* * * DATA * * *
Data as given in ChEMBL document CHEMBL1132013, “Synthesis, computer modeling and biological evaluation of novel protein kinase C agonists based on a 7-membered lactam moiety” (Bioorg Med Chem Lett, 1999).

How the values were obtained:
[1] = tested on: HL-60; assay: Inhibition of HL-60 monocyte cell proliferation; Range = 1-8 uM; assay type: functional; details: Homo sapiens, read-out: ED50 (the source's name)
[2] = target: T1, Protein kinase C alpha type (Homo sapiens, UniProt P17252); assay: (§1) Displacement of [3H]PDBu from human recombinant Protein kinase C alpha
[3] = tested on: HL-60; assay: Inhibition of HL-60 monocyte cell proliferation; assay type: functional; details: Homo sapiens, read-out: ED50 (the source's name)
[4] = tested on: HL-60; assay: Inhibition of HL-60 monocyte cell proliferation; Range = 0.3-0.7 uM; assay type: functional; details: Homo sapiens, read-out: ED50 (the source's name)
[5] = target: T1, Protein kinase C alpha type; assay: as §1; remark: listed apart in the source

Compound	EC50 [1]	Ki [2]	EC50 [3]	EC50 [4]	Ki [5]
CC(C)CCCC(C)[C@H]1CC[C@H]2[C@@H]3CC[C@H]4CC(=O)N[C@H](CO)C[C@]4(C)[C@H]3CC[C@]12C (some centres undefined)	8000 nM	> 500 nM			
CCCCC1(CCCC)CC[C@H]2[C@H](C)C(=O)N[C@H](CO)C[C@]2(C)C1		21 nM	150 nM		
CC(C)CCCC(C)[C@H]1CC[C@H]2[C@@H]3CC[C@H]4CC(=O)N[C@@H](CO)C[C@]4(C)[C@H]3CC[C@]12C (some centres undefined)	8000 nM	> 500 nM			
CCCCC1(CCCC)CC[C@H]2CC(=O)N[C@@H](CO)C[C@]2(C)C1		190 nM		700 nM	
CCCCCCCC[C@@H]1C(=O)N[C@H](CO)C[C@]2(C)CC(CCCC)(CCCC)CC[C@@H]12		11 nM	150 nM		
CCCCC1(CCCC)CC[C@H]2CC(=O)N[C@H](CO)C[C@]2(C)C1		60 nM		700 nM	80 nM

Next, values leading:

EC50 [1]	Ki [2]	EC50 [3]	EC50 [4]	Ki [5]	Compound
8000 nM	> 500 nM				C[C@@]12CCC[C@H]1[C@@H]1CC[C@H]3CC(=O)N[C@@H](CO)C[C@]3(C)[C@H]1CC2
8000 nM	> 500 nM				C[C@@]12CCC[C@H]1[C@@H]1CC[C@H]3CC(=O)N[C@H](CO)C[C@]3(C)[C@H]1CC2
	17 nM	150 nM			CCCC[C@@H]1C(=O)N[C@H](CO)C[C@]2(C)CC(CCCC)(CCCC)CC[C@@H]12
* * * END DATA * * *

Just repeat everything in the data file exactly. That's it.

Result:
Data as given in ChEMBL document CHEMBL1132013, “Synthesis, computer modeling and biological evaluation of novel protein kinase C agonists based on a 7-membered lactam moiety” (Bioorg Med Chem Lett, 1999).

How the values were obtained:
[1] = tested on: HL-60; assay: Inhibition of HL-60 monocyte cell proliferation; Range = 1-8 uM; assay type: functional; details: Homo sapiens, read-out: ED50 (the source's name)
[2] = target: T1, Protein kinase C alpha type (Homo sapiens, UniProt P17252); assay: (§1) Displacement of [3H]PDBu from human recombinant Protein kinase C alpha
[3] = tested on: HL-60; assay: Inhibition of HL-60 monocyte cell proliferation; assay type: functional; details: Homo sapiens, read-out: ED50 (the source's name)
[4] = tested on: HL-60; assay: Inhibition of HL-60 monocyte cell proliferation; Range = 0.3-0.7 uM; assay type: functional; details: Homo sapiens, read-out: ED50 (the source's name)
[5] = target: T1, Protein kinase C alpha type; assay: as §1; remark: listed apart in the source

Compound	EC50 [1]	Ki [2]	EC50 [3]	EC50 [4]	Ki [5]
CC(C)CCCC(C)[C@H]1CC[C@H]2[C@@H]3CC[C@H]4CC(=O)N[C@H](CO)C[C@]4(C)[C@H]3CC[C@]12C (some centres undefined)	8000 nM	> 500 nM			
CCCCC1(CCCC)CC[C@H]2[C@H](C)C(=O)N[C@H](CO)C[C@]2(C)C1		21 nM	150 nM		
CC(C)CCCC(C)[C@H]1CC[C@H]2[C@@H]3CC[C@H]4CC(=O)N[C@@H](CO)C[C@]4(C)[C@H]3CC[C@]12C (some centres undefined)	8000 nM	> 500 nM			
CCCCC1(CCCC)CC[C@H]2CC(=O)N[C@@H](CO)C[C@]2(C)C1		190 nM		700 nM	
CCCCCCCC[C@@H]1C(=O)N[C@H](CO)C[C@]2(C)CC(CCCC)(CCCC)CC[C@@H]12		11 nM	150 nM		
CCCCC1(CCCC)CC[C@H]2CC(=O)N[C@H](CO)C[C@]2(C)C1		60 nM		700 nM	80 nM

Next, values leading:

EC50 [1]	Ki [2]	EC50 [3]	EC50 [4]	Ki [5]	Compound
8000 nM	> 500 nM				C[C@@]12CCC[C@H]1[C@@H]1CC[C@H]3CC(=O)N[C@@H](CO)C[C@]3(C)[C@H]1CC2
8000 nM	> 500 nM				C[C@@]12CCC[C@H]1[C@@H]1CC[C@H]3CC(=O)N[C@H](CO)C[C@]3(C)[C@H]1CC2
	17 nM	150 nM			CCCC[C@@H]1C(=O)N[C@H](CO)C[C@]2(C)CC(CCCC)(CCCC)CC[C@@H]12